December 30, 2015

The man who wrote the first episode of "Star Trek" and the "Nothing In The Dark" episode of "Twilight Zone"...

... George Clayton Johnson, has died at the age of 86.

Johnson also wrote the original "Ocean's 11" and the book (made into a movie) "Logan's Run." "Logan's Run" is the story about a wonderful, entertaining society that executes its citizens when they turn 30.

"Nothing In The Dark" is the "Twilight Zone" in which the unknown young actor named Robert Redford played Death and got inside the house of an old woman who'd been determined to keep Death from entering. Here, somebody compressed the episode into a 2-minute version:

17 comments:

navillus said...

Clearly, the old lady should've gone to a shooting range or a coal-fired power plant to avoid Death- Robert Redford would never go in those places. Know your enemy.
RIP

RNB said...

In the book (not the movie) of 'Logan's Run,' people are terminated at age 21, not 30. Hence, Ballard, a renegade who has survived to age 42, is described as having lived 'a double life.'

Rae said...

In the book "Logan's Run", people were executed at 22. That was deemed too controversial for film, and the book was very toned down. Overall, it was a good imagining of what would happen in a society run by youth. Although I was unclear how they educated wilding 7 year olds enough that became useful additions to society at 14.

coupe said...
This comment has been removed by the author.
SteveBrooklineMA said...

I prefer the TZ episodes "Kick the Can" and "A Game of Pool," which he also wrote.

Jan R. said...

Having never seen the Twilight Zone episode, I surmise that the idea of "Nothing in the Dark" is actually based on Ray Bradbury's strangely beautiful "Death and the Maiden".

William said...

I just watched "A Walk In The Woods". It was pretty good. There was a strong Butch Cassidy vibe in the badinage between Nick Nolte and Redford, and no preaching about global warming.......There's something reassuring about Redford in his old age. He's got a lot of wrinkles, but he still looks trim and fit and handsome. He's deep into the mortality zone, but he wears his mortality lightly........I'm no fan of his politics, but there's no gainsaying the fact that he's led a successful life. It's good to see that someone with good looks, lots of money, a glamorous career, and excellent health can have a happy life. There are so many contrary examples in Hollywood.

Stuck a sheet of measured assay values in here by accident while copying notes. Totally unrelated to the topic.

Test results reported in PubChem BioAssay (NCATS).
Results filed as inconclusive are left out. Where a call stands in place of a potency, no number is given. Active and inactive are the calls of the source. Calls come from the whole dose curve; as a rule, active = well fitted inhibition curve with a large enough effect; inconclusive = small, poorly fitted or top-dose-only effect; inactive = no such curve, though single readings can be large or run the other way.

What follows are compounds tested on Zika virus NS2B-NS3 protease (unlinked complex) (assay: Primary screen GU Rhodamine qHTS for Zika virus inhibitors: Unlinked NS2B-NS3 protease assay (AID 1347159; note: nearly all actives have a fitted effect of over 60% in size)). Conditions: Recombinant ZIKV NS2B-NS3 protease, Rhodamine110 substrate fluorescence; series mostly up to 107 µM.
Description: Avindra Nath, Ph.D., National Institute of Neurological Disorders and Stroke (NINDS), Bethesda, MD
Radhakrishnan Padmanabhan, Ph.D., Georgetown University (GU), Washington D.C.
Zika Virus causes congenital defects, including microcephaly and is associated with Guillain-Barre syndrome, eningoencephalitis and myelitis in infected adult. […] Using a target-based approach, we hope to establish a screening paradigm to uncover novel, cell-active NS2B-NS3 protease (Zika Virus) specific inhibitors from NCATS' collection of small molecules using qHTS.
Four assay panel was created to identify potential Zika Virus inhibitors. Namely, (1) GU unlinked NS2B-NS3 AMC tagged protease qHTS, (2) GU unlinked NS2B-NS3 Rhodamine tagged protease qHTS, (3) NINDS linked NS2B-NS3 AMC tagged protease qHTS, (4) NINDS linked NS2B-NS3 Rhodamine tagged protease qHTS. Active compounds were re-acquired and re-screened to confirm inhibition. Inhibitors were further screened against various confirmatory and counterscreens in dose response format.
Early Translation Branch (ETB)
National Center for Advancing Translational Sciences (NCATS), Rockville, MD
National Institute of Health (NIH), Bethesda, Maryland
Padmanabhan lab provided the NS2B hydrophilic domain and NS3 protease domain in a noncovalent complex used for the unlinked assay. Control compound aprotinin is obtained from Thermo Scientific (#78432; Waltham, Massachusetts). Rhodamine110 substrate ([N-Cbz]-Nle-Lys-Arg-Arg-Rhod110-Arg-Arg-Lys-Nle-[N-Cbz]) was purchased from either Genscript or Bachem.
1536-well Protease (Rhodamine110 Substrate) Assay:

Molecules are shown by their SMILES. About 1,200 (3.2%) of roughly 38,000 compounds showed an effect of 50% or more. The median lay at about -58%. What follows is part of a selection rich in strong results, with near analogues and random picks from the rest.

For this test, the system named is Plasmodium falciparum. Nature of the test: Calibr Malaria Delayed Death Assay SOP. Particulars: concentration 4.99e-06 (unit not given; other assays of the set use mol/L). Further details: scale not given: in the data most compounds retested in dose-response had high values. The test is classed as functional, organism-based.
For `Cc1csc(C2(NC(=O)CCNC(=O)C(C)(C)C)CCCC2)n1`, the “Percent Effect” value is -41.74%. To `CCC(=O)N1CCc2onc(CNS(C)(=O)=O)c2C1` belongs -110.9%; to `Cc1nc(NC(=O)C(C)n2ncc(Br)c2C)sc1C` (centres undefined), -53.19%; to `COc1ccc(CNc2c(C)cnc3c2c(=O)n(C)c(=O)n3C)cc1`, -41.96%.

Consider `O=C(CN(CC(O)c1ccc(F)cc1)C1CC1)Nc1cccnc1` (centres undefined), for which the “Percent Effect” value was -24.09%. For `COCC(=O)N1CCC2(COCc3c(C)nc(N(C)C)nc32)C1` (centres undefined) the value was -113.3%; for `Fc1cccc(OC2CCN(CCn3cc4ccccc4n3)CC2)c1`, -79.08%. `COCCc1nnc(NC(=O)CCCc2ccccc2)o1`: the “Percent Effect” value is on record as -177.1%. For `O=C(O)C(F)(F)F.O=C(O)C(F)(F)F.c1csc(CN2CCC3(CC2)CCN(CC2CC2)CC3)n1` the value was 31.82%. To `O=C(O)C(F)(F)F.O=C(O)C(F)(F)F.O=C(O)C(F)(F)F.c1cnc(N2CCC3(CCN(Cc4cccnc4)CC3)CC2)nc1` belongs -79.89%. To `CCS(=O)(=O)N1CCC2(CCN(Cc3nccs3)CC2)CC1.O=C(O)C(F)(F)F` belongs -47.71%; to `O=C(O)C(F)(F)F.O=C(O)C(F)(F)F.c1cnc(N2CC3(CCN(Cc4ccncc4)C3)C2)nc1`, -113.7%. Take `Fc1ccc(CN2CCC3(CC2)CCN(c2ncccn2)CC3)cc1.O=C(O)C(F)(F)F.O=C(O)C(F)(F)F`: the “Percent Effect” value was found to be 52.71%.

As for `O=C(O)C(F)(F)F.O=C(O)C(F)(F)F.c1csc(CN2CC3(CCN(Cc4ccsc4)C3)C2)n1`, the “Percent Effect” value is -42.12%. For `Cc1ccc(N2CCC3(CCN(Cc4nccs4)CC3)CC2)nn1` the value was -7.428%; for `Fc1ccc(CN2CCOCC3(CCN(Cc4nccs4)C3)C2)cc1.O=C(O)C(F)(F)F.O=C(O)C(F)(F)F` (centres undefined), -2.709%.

Unknown said...

Technically "The Man Trap" (also called "Charlie X") was the first "regular" episode of Star Trek and the first time a TV audience had been introduced to the cast and concept. The first pilot had introduced many of the concepts (albeit with a different cast) and the second pilot "Where No Man Has Gone Before" *created* the classic cast and concept, but was actually broadcast third when the series started..

It's interesting that "The Man Trap" and other early episodes refer to "Earth" outposts and colonies. "The Federation" was invented during the series run..

Johnson certainly knew Bradbury. They worked together on an animated version of the Bradbury story "Icarus Montgolfier Wright", which is available on youtube at:

https://www.youtube.com/watch?v=lm5kylavY3Y

TWW said...

Is that Fred Thompson?

Deb said...

I thought it was uncanny how much Brad Pitt reminded me of a young Robert Redford in A River Runs Through It, a movie I will never watch again because it was so heartbreaking.

JAORE said...

The euthanasia movement would be further along if a young RR was the delivery system. Of course it would work best (in most cases) on women.

JAORE said...

Not Fred Thompson

JAORE said...

Ooops hit enter too soon. The construction guy was R G Armstrong, a character actor with many, many credits and little fame.

mikee said...

And people wonder why we old folk disdain the PC rollercoaster, which ends at the same place it started, of modern sci-fi.

James Lileks said...

"Technically 'The Man Trap' (also called 'Charlie '") was the first "regular" episode of Star Trek and the first time a TV audience had been introduced to the cast and concept"'

Correct re: the first regular ep. Otherwise: "Man Trap" was about a salt-eating vampire monster named Nancy. "Charlie X" was about a super-powerful teen who had to learn Manly Lessons from Kirk to keep from killing people or wiping off their faces because he was hormonal. He was played by Robert Walker Jr., son of the villain in "Strangers on a Train," and looked a lot like his dad.

Paul Snively said...

Watch Redford in "Sneakers" and "Spy Game." Say what you want about his politics (I'm not a fan either), but this is an intelligent man who has chosen at least a couple of projects with smart, important ethical things to say about technology, cryptography, the intelligence community, and politics—all well before Assange and Snowden.

Ann Althouse said...

Hi, James. Thanks for the great summaries! I can't remember either of these episodes.